John Zant: The Power of P3 Santa Barbara

P3 Athletic Training - Santa Barbara

Athletes train at Peak Performance Project in Santa Barbara. (Paul Wellman Photos)

Kyle Korver and Al Jefferson are professional basketball players with a combined 23 years of experience in the NBA. During their careers, each of them has made a home in four different cities. Korver, a 6‘7” shooting guard, has moved from Philadelphia to Salt Lake City to Chicago to Atlanta; Jefferson, a 6‘10” center, from Boston to Minnesota to Salt Lake City to Charlotte.

During the past six to eight summers, there’s just one place they’ve called home: Santa Barbara. Growing numbers of their NBA brethren have followed them here. The main attraction is not the weather, the beaches, or the smallish-town ambience. It is a nondescript building a few blocks from the beach, with a floor space the size of a basketball court, which houses the Peak Performance Project (P3), a high-tech laboratory for the testing and training of elite athletes.

John Zant's column appears each week in the Santa Barbara Independent.


John Zant’s column appears
each week in the
Santa Barbara Independent


P3 is the brainchild of Marcus Elliott, a graduate of Harvard Medical School who took his two interests, sports and science, and fused them in a new way. He looked at the specific skills and movements that certain sports require (primarily baseball, basketball, and football) and began analyzing how the bodies of players functioned, each in its own way. Instead of giving them cookie-cutter training programs, he was able to tailor exercises that address an individual’s specific strengths and weaknesses.

A lengthy article in Sports Illustrated last December explained how Elliott’s methods might help prolong careers by identifying areas of potential injury and taking steps to rectify them. By then, P3 was already on the map in the pro basketball world.

Korver and Jefferson both started visiting P3 when they were players with the Utah Jazz. Then-coach Jerry Sloan, now an adviser to the club, was enthusiastic about the off-season program. The Jazz continue to send their players here every year before training camp.

“I had a lot of issues going on physically, a really bad knee and some other things,” said Korver, who arrived at P3 in 2008. “I could feel myself getting better. I learned a lot about my body and how to take care of it, how to move more efficiently, how to move more healthily??—??if that’s a word. It was kind of a turning point for me. I started coming out here every summer. My wife and I bought a house here a couple years ago.”

The effort has paid dividends for Korver, 34, who was an NBA All-Star for the first time last season. He is a deadly long-range shooter who passed Kobe Bryant for 12th on the all-time three-pointers-made list in March.

“I had a good year, and the team did well,” the Hawks guard said. “Our coach [Mike Budenholzer] is a great guy to play for. Every year you keep your group together, develop more chemistry, play in more play-off series??—??all those things add up to a better team.”

But going deep into the play-offs after an 82-game season makes for a long grind. “It’s brutal,” Korver said. “It takes a toll on your body. P3 prepares me for that. They won’t cut the number of games. They’d be cutting the money.”

Dr. Marcus Elliott is the visionary behind P3.

Dr. Marcus Elliott is the visionary behind P3.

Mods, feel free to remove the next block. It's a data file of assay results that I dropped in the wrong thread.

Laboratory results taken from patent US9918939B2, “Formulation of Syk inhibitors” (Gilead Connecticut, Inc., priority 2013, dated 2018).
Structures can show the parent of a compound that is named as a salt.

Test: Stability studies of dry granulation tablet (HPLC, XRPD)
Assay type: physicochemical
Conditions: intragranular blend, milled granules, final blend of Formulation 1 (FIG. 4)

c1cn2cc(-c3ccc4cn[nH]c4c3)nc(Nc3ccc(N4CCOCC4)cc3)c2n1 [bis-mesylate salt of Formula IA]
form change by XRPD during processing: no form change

Elliott was thinking about the dollars pouring into pro sports leagues when he opened P3 in 2006. “It was like the emperor’s new clothes,” he said. “Doesn’t everybody else see what I see? Doesn’t it make sense to know more about this player that you’re paying $100 million to? Don’t you realize this guy is a complete unknown in terms of how his body works? It made no sense to me. We have tools we can use to get a better understanding of these systems.”

Despite that confidence, he wasn’t sure if it would work. “I thought this would be a damn fun thing to do, and I knew there would be a value for the people and the athletes we touched,” he explained. “From a business perspective, I had no idea what it could be or how much demand there would be. I still pinch myself a little bit. I’m still amazed. Part of it was the right timing, and part of it was having the conviction to do this stuff before other people did, to take a hard stand and invest in the technology and the smart personnel.”

The technology includes force plates embedded in the floor and 10 German-made cameras that capture in great detail a body in motion. “It’s the same technology [used to produce] video games,” said Stanford graduate Eric Leidersdorf, the lead bio-mechanist at P3, as he compiled masses of data on a computer screen.

Elliott added, “Moving here feels like one of the smarter things I’ve done. I originally felt like Santa Barbara could be a hindrance for focusing on pro athletes. There are no pro teams here. In the end, it’s actually been a positive. It’s a great retreat for the athletes.”

Jefferson has come to P3 every year since 2010 in a love/hate frame of mind. “When you work so hard, you hate it, but you know it’s probably good for you,” said the Hornets center, who has steadily recovered from a 2009 ACL injury. “I can tell my knee is getting back to the way it was before. I gotta do what’s best for me.”

Jefferson was one of the last NBA players drafted out of high school, in 2004. He came from the small town of Prentiss, Mississippi. “I’m a country boy,” he said. “I’m not a big-city type of guy. Going from my hometown to Boston was, whoa, like going to Germany. I love Santa Barbara, man. It’s small and peaceful. I love to go by the beach. I love the seafood spots. The No. 1 reason is this place [P3], knowing I’m getting better to further my career. I’m only 30 years old. I got a lot more years to play.”